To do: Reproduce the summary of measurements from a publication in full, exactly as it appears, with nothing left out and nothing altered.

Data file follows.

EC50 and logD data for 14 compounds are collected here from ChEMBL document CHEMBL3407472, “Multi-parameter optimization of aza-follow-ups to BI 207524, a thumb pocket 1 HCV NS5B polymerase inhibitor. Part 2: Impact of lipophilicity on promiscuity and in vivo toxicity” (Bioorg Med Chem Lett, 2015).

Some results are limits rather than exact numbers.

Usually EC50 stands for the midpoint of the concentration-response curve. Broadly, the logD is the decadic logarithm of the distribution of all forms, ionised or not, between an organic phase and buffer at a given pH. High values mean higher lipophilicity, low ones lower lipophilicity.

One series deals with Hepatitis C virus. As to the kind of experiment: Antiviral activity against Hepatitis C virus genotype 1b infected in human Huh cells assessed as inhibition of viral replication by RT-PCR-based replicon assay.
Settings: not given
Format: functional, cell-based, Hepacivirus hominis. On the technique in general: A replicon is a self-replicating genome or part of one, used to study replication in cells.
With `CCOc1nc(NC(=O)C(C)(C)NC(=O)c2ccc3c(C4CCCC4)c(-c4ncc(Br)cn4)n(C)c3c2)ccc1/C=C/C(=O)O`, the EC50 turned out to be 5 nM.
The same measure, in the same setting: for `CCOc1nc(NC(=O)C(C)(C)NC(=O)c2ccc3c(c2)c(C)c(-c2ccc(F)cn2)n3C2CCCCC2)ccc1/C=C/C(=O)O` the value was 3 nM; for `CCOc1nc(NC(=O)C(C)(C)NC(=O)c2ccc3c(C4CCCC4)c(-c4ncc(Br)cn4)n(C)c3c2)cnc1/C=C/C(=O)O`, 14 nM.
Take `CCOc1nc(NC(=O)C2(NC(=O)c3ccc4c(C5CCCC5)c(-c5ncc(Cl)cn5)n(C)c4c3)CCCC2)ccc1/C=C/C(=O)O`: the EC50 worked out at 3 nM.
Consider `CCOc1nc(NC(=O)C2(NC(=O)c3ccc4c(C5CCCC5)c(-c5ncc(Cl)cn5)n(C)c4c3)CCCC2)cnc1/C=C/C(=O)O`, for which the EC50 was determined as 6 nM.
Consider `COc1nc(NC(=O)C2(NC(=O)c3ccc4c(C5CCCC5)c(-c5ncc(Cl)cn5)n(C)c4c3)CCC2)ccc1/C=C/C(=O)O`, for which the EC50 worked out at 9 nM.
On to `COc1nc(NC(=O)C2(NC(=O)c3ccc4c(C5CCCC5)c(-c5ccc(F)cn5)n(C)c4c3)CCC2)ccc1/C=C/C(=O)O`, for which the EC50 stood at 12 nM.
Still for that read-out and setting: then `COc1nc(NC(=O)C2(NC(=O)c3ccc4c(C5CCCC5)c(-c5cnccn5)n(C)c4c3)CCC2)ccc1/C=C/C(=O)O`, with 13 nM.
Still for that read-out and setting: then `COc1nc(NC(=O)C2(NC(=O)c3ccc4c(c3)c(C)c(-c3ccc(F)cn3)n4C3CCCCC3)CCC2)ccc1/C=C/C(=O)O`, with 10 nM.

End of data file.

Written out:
EC50 and logD data for 14 compounds are collected here from ChEMBL document CHEMBL3407472, “Multi-parameter optimization of aza-follow-ups to BI 207524, a thumb pocket 1 HCV NS5B polymerase inhibitor. Part 2: Impact of lipophilicity on promiscuity and in vivo toxicity” (Bioorg Med Chem Lett, 2015).

Some results are limits rather than exact numbers.

Usually EC50 stands for the midpoint of the concentration-response curve. Broadly, the logD is the decadic logarithm of the distribution of all forms, ionised or not, between an organic phase and buffer at a given pH. High values mean higher lipophilicity, low ones lower lipophilicity.

One series deals with Hepatitis C virus. As to the kind of experiment: Antiviral activity against Hepatitis C virus genotype 1b infected in human Huh cells assessed as inhibition of viral replication by RT-PCR-based replicon assay.
Settings: not given
Format: functional, cell-based, Hepacivirus hominis. On the technique in general: A replicon is a self-replicating genome or part of one, used to study replication in cells.
With `CCOc1nc(NC(=O)C(C)(C)NC(=O)c2ccc3c(C4CCCC4)c(-c4ncc(Br)cn4)n(C)c3c2)ccc1/C=C/C(=O)O`, the EC50 turned out to be 5 nM.
The same measure, in the same setting: for `CCOc1nc(NC(=O)C(C)(C)NC(=O)c2ccc3c(c2)c(C)c(-c2ccc(F)cn2)n3C2CCCCC2)ccc1/C=C/C(=O)O` the value was 3 nM; for `CCOc1nc(NC(=O)C(C)(C)NC(=O)c2ccc3c(C4CCCC4)c(-c4ncc(Br)cn4)n(C)c3c2)cnc1/C=C/C(=O)O`, 14 nM.
Take `CCOc1nc(NC(=O)C2(NC(=O)c3ccc4c(C5CCCC5)c(-c5ncc(Cl)cn5)n(C)c4c3)CCCC2)ccc1/C=C/C(=O)O`: the EC50 worked out at 3 nM.
Consider `CCOc1nc(NC(=O)C2(NC(=O)c3ccc4c(C5CCCC5)c(-c5ncc(Cl)cn5)n(C)c4c3)CCCC2)cnc1/C=C/C(=O)O`, for which the EC50 was determined as 6 nM.
Consider `COc1nc(NC(=O)C2(NC(=O)c3ccc4c(C5CCCC5)c(-c5ncc(Cl)cn5)n(C)c4c3)CCC2)ccc1/C=C/C(=O)O`, for which the EC50 worked out at 9 nM.
On to `COc1nc(NC(=O)C2(NC(=O)c3ccc4c(C5CCCC5)c(-c5ccc(F)cn5)n(C)c4c3)CCC2)ccc1/C=C/C(=O)O`, for which the EC50 stood at 12 nM.
Still for that read-out and setting: then `COc1nc(NC(=O)C2(NC(=O)c3ccc4c(C5CCCC5)c(-c5cnccn5)n(C)c4c3)CCC2)ccc1/C=C/C(=O)O`, with 13 nM.
Still for that read-out and setting: then `COc1nc(NC(=O)C2(NC(=O)c3ccc4c(c3)c(C)c(-c3ccc(F)cn3)n4C3CCCCC3)CCC2)ccc1/C=C/C(=O)O`, with 10 nM.